Ohio State football: Final thoughts and a prediction on OSU/MSU
Ohio State and Michigan State were in pretty similar situations a season ago when the No. 5 Buckeyes and the No. 7 Spartans met in the next-to-last week of the regular season. But they’ve diverged dramatically since Ohio State’s 56-7 dusting of the Spartans.
MSU has taken a turn for the worse since signing Mel Tucker to a 10-year, $95 million extension less than a year ago. The Spartans have opened this season 2-3, with losses at Washington, at home to Minnesota and at Maryland. They opened Big Ten play by going 0-2 and being outscored 61-20 by a pair of unranked opponents.
History is certainly on OSU’s side. The last trip to East Lansing was in an empty stadium during a COVID-shortened season. Ohio State won 52-12, and CJ Stroud, seeing his first meaningful action as a Buckeye, had a 48-yard TD run.
Ohio State has won the last 8 matchups in East Lansing. In fact, Michigan State’s last win over Ohio State at home was in 1999. That was a few years before Mel Tucker was an Ohio State assistant coach, which he was from 2001 to 2004, including the 2002 national title season.
Who’ll be back?
With Ohio State having a long list of injuries and a bye week coming up, it seems doubtful that the Buckeyes will rush back any players who aren’t needed.
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Still, Ohio State’s staff talked about having Jaxon Smith-Njigba and/or TreVeyon Henderson back for the Michigan State game. DB Cameron Brown was also discussed as potentially available. Still, when push comes to shove, the OSU air attack, ground game and secondary have been fine without those 3. It wouldn’t be surprising to see any or all of them take another week off to have a 2-week rest heading into the Iowa game on Oct. 22.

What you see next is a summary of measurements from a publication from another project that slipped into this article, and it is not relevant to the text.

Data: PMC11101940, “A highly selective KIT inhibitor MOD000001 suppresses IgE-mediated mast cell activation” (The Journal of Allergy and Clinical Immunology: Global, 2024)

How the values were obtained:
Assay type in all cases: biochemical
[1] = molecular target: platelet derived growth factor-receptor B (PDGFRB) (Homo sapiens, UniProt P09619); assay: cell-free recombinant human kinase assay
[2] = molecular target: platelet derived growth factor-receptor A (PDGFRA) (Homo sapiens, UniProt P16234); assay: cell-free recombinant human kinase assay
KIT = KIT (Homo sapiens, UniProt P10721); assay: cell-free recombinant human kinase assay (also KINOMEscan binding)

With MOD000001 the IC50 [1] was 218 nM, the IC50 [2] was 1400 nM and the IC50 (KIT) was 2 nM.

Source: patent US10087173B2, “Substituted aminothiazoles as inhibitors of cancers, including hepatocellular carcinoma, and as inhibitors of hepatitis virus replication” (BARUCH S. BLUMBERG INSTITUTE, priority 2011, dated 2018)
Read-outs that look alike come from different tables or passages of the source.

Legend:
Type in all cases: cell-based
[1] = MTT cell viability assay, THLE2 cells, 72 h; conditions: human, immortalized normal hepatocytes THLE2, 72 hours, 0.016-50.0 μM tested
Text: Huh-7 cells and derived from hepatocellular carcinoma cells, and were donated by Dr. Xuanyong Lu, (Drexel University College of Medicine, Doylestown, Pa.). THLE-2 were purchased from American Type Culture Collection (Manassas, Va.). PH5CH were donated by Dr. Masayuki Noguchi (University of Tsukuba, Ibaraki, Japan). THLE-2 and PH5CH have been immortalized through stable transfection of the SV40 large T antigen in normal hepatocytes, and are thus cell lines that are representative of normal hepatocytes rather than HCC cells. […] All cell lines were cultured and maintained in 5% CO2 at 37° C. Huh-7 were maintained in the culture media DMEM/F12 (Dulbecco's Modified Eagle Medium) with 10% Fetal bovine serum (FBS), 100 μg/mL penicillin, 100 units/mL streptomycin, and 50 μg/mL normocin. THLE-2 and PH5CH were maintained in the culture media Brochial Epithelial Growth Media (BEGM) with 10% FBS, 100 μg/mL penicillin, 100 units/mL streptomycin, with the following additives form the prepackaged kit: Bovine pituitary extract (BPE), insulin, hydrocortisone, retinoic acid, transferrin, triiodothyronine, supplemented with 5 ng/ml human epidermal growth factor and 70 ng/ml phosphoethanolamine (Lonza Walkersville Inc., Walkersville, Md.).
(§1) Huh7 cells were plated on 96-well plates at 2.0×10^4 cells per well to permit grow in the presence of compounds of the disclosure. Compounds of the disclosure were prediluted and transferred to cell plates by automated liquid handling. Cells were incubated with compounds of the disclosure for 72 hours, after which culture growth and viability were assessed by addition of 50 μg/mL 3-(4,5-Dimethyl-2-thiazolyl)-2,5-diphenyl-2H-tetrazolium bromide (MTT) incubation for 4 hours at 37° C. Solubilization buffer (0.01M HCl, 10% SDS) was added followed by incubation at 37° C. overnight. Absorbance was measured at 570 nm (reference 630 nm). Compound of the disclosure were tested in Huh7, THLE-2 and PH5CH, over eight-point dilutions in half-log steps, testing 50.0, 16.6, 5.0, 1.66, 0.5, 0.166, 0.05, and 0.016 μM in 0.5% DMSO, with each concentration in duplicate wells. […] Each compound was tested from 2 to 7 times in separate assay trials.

Stroud’s Heisman situation
CJ Stroud didn’t really do much to help or hinder his Heisman campaign against Rutgers last week. The 154 yards passing he amassed were the fewest he’s posted as a starter at Ohio State. That said, his 22 pass attempts also tied his starting-career low mark.
Only in the opener against Notre Dame has Stroud thrown more than 27 passes. Stroud’s 1,376 passing yards is only 26th among FBS passers, but his 10.3 yards per attempt ranks 3rd in the nation and his 18 touchdown passes are also 3rd. In a week where Bryce Young was injured and Georgia’s Stetson Bennett muddled through an ugly win, Stroud may not have advanced any in the Heisman race, but he probably didn’t fall back, either.
Passable situation for OSU?
A year ago, Michigan State spent a fair chunk of the season getting carved up by opposing passers. The Spartans allowed 324.8 passing yards per game, worst in the FBS, even while going 11-2.
CJ Stroud was 1 of 4 opposing passers to reach 400 yards in the air against MSU. Things haven’t changed much in 2022.
While Michigan State has allowed “just” 275 passing yards per game, that’s still 13th in the Big Ten (Indiana has given up 14 more passing yards on the season). And the Spartans have allowed 8 passing touchdowns and recorded 0 interceptions. A year ago, the Spartans did manage 10 interceptions while allowing 27 passing touchdowns.
This year, the Spartans have allowed 65 passing plays of 10+ yards so far. That’s 128th in the FBS. Meanwhile, Ohio State leads the nation in 30+ yard passing plays (16). A big passing day seems to be in the cards.
And the prediction …
A year ago, a talented Michigan State squad ranked in the top 10 was a 19.5-point underdog to Ohio State. Of course, they lost by 49, so that might have been a kind Vegas line. How much worse this season, when Michigan State’s offense is stuck in the mud and the Spartans could well be headed for a losing season?
Given Michigan State’s pass defense issues, Ohio State can score at will. It wouldn’t be surprising to see a limited Ohio State offense ride Miyan Williams for much of the game, but it also seems likely Stroud will pass for 300+ yards, even in a blowout.
Given the way that Ohio State has boat-raced its opponents to date, there’s no reason to think otherwise here.
Ohio State 52, Michigan State 13